Kings & Prophets: Monarchic Power, Inspired Leadership, & Sacred Text in Biblical Narrative

Kings & Prophets: Monarchic Power, Inspired Leadership, & Sacred Text in Biblical Narrative

Kings & Prophets: Monarchic Power, Inspired Leadership, & Sacred Text in Biblical Narrative

Kings & Prophets: Monarchic Power, Inspired Leadership, & Sacred Text in Biblical Narrative


This collection of essays examines the respective religious and social functions of kings and prophets as they are presented in the biblical narratives. Biblical kingship is easily shown to be a specific instance of an ancient and widespread institution--sacred monarchy--that was the pivot of most state organizations throughout antiquity; prophetic authority is described as a typical institution of ancient Hebrew society. The difference between monarchy and prophecy is radical, because the former implies a hereditary power and is upheld by its subjects who feed their kings with taxes, while the latter derives its authority from allegedly direct divine inspiration, and though it is also economically dependent it is not explicitly presented as being based upon systematic exploitation. Cristiano Grottanelli interprets the rise of prophecy as a consequence of a crisis of monarchical structures at the beginning of the Iron Age, and connects it to similar phenomena attested in ancient Greek texts derived from a similar crisis. Though monarchy finally won the day in the Ancient Mediterranean in a new imperial form, the new literatures in Greek and Hebrew consonantic and alphabetic scripts shaped nonmonarchic figures to which they attributed some of the functions previously pertaining to monarchy. These new literatures, produced by two cultures that were both highly literate and organized according to nonmonarchical principles, diverged radically in their development and final outcomes. In the Hebrew tradition, monolatry and an official canon of sacred writings were the final result; the prophetic principle was thus overcome by a new ideological construction, centered upon inspired scriptures rather than upon the impromptu performances of inspired persons. In using the prophetic principle against the monarchic, the canonical texts paradoxically shaped their own authority above that of living prophets.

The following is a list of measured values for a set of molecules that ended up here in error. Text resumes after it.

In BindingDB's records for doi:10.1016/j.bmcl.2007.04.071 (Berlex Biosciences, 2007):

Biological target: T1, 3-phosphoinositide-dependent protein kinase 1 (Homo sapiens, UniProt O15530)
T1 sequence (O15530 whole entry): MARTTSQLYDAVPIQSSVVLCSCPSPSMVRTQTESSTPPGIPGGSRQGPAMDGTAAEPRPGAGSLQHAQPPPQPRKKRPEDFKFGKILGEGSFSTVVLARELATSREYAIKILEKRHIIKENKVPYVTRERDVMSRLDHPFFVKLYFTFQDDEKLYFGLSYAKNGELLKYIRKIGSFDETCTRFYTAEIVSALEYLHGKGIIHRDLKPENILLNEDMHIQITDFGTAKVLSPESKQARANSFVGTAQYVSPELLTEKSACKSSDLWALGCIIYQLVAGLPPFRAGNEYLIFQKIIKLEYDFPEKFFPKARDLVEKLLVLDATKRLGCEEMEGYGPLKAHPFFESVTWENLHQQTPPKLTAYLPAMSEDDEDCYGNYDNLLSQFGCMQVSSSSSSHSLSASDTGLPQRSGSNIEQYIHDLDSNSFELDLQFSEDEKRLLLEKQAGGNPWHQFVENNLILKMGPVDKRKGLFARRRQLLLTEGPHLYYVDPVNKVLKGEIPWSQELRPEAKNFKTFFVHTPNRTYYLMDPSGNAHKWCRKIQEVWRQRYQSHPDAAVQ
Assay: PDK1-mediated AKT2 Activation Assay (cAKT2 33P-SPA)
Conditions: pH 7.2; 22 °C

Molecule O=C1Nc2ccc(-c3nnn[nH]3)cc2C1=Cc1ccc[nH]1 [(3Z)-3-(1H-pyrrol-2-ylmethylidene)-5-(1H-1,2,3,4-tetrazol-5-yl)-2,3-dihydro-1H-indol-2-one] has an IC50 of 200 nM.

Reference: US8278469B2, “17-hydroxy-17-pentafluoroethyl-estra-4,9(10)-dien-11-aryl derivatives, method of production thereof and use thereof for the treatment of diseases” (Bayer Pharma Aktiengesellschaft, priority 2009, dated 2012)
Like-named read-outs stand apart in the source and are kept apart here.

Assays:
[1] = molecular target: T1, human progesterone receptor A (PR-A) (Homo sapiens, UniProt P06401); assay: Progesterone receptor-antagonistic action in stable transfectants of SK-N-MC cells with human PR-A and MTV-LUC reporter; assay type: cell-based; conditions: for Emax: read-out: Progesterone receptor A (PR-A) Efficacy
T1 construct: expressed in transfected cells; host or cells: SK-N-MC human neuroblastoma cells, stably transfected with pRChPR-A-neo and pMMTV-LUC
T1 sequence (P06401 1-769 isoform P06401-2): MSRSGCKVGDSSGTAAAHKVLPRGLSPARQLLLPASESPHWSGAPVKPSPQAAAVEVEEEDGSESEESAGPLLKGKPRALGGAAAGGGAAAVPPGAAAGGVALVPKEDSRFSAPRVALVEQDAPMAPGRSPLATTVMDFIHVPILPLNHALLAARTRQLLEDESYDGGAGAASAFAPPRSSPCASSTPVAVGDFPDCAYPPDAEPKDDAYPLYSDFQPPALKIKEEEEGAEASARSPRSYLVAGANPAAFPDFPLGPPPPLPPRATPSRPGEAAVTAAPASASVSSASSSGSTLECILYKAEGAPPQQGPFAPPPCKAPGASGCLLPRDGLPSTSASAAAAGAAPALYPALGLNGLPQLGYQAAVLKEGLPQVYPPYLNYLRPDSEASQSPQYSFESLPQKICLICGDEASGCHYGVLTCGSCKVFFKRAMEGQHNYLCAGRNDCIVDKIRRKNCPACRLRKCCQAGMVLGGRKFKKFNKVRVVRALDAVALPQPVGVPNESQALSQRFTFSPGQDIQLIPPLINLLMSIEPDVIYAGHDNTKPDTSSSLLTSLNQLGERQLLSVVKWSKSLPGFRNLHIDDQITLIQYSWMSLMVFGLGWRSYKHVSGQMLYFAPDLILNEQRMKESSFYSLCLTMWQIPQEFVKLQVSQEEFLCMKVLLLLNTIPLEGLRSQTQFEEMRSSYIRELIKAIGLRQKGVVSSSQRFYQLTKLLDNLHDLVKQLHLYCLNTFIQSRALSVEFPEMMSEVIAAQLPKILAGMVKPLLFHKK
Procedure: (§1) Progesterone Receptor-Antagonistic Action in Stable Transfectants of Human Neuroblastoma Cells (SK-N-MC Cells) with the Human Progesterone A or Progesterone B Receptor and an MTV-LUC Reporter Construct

In the portion of the Hebrew Bible describing the pre-exilic period the text presents three distinct social models. To each model there corresponds a precise typology of relations between power and techniques of the supernatural. These models are not perfectly consistent, either internally or in their application in various passages of the biblical text. These inconsistencies can be attributed to discrepancies among the sources and to the re-editing that occurred throughout the centuries of the formation of the texts. To complicate matters further, various redactional hands emphasized one or another point from time to time.

Nevertheless, the models are not merely the fruit of a modern reading. in fact, throughout the history of the redaction of these biblical texts, there perdures a fundamentally unitary and coherent attitude among the tradents and redactors precisely in the identification and description of the three models, each of which shapes a part of the narrative of the Hebrew Bible. in order to describe these models, as I will attempt to do, one cannot simply extract some coherent system from the texts, as seen from a modern point of view, however useful such an enterprise might be. the description must also identify with precision that which is formulated explicitly and coherently in the text, even if not in a fully systematic way.

I will call the first model "patriarchal." It is contained in the second part of the book of Genesis, and is the easiest model to describe, for it presents a somewhat simplified picture. It aims to gather and present in a coherent way the exploits of the mythic progenitors Abraham, Isaac, and Jacob, in order to establish the distinctive characteristics of Israel, the nation descended from Jacob, the last in this series, who also bore the name Israel. Given that the characteristics of the nation include its relations with neighboring peoples, these also appear in the exploits and are represented by eponymous ancestors or prototypical characters. the mothers of all these characters are important because they differentiate the heads of distinct lineages, above all in the case of the sons of Jacob. Though sons of the same father, they must be distinguished because from them spring different tribes.

This is the patriarchal framework: few personalities, family-based organization, and many relocations. the family-based organization is the only one that . . .

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